The meeting planners felt it was very important to make captioning available for the meeting, so that anyone who had difficulty hearing the various speakers would be able to take part.  We accomplished this in two ways. Drew added captioning to all the pre-recorded videos, by both listening and using the scripts provided by the speakers. The decision was made not to add captions to the musical performances in the worship videos, out of fear that would be distracting. The lyrics were posted on the website, however, for anyone who wanted to follow along.  For the live speakers, the original plan was to hire a professional transcriber to type in captions live during the meeting. The service hired by the Conference, however, was unable to find someone to staff the event. That meant going to plan B, which was to use an automated service, Rev.com. This worked fairly well - the system promises 80% accuracy. One limitation, however, is that using this service uses Zoom's streaming capacity - the meeting is streamed out to a computer, and then the captions are streamed back in. That means this program cannot be used with a meeting that is also being streamed out to Facebook or YouTube. Fortunately, we had decided not to livestream this gathering, so that was not an issue.

Registration & Voting:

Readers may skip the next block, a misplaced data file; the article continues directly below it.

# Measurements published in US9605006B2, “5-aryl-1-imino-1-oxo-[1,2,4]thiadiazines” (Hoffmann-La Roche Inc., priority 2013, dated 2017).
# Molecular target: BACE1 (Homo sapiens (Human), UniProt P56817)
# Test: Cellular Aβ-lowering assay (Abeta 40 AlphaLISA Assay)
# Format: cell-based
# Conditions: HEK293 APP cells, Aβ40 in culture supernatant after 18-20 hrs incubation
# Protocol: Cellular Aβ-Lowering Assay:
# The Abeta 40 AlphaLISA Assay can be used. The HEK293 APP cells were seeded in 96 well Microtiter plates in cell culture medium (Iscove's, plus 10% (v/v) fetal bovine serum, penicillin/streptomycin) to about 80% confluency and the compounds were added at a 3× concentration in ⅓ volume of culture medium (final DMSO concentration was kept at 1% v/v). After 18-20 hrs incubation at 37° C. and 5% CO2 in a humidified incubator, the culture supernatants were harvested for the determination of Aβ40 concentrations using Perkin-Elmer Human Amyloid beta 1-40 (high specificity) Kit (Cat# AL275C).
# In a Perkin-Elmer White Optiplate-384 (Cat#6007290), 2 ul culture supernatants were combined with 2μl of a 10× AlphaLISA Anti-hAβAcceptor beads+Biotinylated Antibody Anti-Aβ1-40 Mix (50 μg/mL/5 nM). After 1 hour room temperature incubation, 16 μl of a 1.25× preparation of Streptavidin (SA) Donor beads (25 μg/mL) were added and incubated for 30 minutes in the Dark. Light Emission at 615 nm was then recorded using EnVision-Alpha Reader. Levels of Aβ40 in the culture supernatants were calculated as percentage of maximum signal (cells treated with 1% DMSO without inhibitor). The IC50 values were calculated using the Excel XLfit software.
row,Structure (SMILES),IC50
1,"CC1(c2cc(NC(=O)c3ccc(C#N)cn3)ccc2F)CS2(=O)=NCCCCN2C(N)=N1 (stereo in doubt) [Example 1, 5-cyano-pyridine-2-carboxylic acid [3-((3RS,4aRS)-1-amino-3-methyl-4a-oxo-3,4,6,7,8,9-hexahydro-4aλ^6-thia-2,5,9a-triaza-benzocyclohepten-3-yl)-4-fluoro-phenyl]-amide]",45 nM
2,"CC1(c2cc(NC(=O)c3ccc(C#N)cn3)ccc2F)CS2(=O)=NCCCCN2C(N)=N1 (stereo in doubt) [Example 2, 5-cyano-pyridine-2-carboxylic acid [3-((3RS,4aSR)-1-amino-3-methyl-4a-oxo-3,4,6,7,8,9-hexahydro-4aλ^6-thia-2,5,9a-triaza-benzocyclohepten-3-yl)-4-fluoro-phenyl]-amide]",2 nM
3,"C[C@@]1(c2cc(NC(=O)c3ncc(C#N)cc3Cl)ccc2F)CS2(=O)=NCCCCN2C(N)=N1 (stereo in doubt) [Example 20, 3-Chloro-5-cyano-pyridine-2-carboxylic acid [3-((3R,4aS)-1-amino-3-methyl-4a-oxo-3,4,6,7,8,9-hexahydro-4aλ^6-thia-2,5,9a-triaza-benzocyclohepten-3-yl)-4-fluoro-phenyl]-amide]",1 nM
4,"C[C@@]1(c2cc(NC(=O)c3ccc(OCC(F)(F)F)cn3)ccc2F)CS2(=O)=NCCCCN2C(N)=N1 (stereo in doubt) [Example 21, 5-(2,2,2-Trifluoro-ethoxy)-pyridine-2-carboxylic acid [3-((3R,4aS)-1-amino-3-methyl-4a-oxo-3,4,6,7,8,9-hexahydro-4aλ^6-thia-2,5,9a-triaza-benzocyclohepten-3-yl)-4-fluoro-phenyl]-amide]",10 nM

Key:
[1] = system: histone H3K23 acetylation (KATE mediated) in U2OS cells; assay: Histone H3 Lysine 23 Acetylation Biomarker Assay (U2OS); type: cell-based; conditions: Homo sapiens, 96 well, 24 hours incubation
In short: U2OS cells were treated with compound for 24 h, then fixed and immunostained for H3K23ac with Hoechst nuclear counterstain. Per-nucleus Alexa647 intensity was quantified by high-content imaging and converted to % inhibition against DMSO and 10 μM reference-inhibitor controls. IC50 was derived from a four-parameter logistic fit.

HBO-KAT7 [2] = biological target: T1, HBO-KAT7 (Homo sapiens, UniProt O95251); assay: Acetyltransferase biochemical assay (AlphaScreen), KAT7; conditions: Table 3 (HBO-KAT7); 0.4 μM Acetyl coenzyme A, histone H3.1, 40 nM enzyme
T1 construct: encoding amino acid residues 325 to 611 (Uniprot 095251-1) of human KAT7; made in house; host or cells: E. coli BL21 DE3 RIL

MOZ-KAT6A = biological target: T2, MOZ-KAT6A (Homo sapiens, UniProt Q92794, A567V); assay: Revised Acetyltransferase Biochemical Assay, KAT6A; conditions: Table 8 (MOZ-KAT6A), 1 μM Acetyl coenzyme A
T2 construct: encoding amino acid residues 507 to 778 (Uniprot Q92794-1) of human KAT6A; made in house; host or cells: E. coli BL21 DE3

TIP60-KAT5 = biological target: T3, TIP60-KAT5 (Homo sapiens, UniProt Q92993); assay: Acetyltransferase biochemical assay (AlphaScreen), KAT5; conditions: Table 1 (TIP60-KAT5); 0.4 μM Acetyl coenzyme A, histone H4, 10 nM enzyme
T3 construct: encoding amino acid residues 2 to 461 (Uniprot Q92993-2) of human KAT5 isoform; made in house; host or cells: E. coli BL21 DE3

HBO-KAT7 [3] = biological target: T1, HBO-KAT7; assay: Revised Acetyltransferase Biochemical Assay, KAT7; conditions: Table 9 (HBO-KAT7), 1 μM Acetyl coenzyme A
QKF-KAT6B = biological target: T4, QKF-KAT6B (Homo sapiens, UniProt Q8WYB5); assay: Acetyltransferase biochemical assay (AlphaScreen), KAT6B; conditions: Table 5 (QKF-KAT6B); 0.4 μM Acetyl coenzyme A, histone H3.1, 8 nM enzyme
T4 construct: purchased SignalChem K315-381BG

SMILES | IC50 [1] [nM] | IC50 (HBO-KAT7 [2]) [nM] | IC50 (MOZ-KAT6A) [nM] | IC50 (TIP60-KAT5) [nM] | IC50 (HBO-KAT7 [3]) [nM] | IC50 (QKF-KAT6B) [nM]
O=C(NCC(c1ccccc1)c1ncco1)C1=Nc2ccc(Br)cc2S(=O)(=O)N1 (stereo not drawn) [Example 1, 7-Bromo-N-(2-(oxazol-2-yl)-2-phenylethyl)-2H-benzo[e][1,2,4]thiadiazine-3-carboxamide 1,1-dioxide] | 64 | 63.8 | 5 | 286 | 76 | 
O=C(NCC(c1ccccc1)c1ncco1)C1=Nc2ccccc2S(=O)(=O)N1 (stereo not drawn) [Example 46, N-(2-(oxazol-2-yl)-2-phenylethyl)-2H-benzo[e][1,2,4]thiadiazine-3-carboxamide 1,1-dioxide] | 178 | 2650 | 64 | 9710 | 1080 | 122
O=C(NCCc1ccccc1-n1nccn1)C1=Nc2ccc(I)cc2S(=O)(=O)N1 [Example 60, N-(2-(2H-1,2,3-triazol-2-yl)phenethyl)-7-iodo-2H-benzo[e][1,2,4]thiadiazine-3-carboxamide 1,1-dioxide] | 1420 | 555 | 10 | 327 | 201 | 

Just as is done for in-person meetings, it seemed important that both voting and non-voting participants be able to take part in the meeting together. But that raised the question of how to handle voting. We investigated using a voting app outside of Zoom, and only giving voting delegates access to that app. But we were fearful that it would be difficult for people to switch in and out Zoom during the meeting to access a separate app. We chose instead to use the Zoom polling feature. This allows us to download a report after the meeting showing how each attendee voted on each question. Should a vote have been close, we could refer to this report and remove any votes made by non-voting participants.  In order to get this report, we needed to register each attendee for the Zoom webinar, so that each person could have a unique link to attend the meeting, allowing Zoom to track their voting and participation. To accomplish that, we were able to take a spreadsheet of meeting registrations from our website and upload it to Zoom. Zoom then automatically sent the unique links to each person registered.

Author

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Ian Tosh

Ian Tosh is Moderator of the Southern New England Conference and a member of First Church in Somerville, MA.